Ty Warner, concerned that he wouldn’t be able to get a fair shake when the Montecito Association considers his plans to rebuild the Miramar Hotel, says he’s selling the seaside resort property.
Warner, stung by renewed criticism from the key advisory body, will be immediately contacting suitors who in recent months have expressed interest in buying the Miramar, for which he paid $43 million several years ago, according to Greg Rice, Warner’s executive vice president.
Ironically, Warner had already prepared plans for a “family-oriented” hotel as opposed to the five-star “edgy” resort proposed a few years ago by hotelier Ian Schrager, Rice said.
“We went through a lot of effort, working out plans and were ready to file” for permits, Rice said. Warner personally went through plans for every room, the spa, restaurant, beach bar, landscaping, pool and other facilities, Rice said. He has even created model rooms.
“It was a painful decision for Ty,” Rice said, “but I don’t see how we could possibly get a fair shake” from the Montecito Association, based on its renewed attack, a four-page letter sent widely to Montecito residents. It is “alarming” when a body that will consider your project “attacks you,” Rice said.
Rice told of Warner’s decision in a mailer to many residents, dated Nov. 22 and received Friday in which he challenged many statements in the nonprofit association’s letter. “This letter is to thank you and the Montecito community for the outpouring of support we have received in our ongoing struggle to stop the abuse of power by a handful of local decision makers … “ Rice wrote.
No price tag has been set for the Miramar, Rice said, but he expects that a sales price will far exceed the $43 million paid by Warner, when he was widely hailed by the community for “saving” the property. It became, and remains, an eyesore after Schrager razed part of the property, then left it in that condition for lack of construction funds.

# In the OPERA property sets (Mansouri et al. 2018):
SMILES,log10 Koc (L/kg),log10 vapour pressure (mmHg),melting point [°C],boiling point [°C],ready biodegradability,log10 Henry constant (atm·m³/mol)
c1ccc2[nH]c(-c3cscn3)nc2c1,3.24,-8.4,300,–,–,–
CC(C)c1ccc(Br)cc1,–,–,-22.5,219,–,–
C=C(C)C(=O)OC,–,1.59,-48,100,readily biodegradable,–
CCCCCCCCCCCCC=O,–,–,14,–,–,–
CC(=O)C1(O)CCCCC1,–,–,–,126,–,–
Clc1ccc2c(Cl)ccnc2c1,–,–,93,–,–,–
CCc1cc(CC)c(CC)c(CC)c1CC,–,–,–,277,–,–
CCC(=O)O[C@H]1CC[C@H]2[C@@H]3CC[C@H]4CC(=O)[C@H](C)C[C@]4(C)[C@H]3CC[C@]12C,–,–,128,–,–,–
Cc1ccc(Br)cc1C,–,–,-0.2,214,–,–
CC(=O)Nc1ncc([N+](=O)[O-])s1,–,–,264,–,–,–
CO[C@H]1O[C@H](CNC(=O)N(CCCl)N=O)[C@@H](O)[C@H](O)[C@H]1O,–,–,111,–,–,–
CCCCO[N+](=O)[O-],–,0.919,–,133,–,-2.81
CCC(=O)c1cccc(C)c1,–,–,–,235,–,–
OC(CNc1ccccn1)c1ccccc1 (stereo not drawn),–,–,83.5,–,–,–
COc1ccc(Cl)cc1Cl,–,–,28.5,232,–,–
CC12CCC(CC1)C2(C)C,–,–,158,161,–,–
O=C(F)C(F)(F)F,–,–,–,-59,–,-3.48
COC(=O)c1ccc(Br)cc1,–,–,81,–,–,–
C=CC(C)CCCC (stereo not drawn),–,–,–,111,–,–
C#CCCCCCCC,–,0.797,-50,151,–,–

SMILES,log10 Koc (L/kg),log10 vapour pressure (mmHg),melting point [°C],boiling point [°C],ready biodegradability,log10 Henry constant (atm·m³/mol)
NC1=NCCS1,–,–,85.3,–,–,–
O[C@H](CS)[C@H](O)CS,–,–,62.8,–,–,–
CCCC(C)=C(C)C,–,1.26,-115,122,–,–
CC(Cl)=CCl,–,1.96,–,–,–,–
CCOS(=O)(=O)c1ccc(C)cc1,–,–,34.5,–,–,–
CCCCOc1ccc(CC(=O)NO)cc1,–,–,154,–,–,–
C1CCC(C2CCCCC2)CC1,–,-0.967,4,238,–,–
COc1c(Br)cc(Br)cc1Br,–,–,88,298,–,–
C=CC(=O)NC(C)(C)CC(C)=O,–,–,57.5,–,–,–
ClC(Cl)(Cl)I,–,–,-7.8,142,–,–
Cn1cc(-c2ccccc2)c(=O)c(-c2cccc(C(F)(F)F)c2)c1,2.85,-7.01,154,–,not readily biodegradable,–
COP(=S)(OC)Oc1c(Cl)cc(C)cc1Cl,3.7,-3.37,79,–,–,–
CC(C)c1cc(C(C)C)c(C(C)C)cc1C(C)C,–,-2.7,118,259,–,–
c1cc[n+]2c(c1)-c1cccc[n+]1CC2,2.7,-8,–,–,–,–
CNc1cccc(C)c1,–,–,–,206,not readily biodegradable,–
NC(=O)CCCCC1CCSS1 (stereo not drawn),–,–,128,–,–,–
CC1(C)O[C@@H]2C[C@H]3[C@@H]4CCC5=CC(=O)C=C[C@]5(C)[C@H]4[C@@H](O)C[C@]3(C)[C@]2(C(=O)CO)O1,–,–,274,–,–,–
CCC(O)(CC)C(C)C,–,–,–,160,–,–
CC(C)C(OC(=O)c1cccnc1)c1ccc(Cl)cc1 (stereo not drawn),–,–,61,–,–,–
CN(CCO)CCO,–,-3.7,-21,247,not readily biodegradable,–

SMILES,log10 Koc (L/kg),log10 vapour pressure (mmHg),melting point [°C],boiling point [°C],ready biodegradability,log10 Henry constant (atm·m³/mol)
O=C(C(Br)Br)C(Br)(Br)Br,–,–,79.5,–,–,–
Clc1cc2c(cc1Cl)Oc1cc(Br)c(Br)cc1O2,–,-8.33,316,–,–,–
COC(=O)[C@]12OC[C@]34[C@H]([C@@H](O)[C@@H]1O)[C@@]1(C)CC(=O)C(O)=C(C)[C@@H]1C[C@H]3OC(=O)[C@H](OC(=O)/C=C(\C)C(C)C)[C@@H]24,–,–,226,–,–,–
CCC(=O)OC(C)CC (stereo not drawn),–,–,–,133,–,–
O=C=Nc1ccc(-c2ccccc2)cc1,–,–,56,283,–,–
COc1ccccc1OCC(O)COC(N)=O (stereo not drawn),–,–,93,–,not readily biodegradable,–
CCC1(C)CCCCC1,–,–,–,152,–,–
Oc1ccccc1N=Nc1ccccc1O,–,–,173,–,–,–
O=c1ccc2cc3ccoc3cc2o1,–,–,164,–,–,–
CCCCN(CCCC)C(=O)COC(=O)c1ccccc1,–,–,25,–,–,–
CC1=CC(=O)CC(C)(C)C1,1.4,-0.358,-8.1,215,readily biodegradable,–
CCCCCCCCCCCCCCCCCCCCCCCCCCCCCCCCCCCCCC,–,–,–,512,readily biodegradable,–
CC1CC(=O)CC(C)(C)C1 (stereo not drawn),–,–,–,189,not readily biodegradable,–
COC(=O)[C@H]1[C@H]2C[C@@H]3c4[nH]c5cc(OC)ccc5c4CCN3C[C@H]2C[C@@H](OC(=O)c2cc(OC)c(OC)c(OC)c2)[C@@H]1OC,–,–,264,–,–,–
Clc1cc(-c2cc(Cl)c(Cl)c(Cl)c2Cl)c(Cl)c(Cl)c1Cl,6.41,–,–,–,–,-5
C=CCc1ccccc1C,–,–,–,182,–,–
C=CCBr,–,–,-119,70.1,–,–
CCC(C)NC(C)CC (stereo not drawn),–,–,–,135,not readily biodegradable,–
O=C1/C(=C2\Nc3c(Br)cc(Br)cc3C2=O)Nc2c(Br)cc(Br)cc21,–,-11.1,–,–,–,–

When I queried Rice recently about rumors that the Miramar was for sale, he replied that several entities had inquired but that Warner had no plans to sell. But now, Rice said, he will be contacting about seven or eight who had inquired to determine their interest. They were mostly “hotel types” or condo-hotel enterprises, some local, others national, he said. No doubt this week’s announcement will draw other possible buyers.
Any buyer would presumably be transferred the existing legal entitlement for a 213-room hotel, but would then have to present plans to the county to obtain a building permit.
The Miramar, its blue roofs familiar to generations of visitors, enjoys easy access from the freeway and one of the best beaches on the South Coast, but like the Warner-owned Four Seasons Biltmore and Fess Parker’s Doubletree, has to cope with noise from the adjacent railroad.
Although some may urge Warner to reconsider his decision to sell, Rice said he was “not likely” to change his mind.
Meanwhile, Warner has just visited two sites on Mexico’s west coast seeking out what Rice called “replacement” properties now that he is selling the Miramar. Rice declined to say where the properties were, other than to say one was an existing hotel or resort and the other undeveloped land.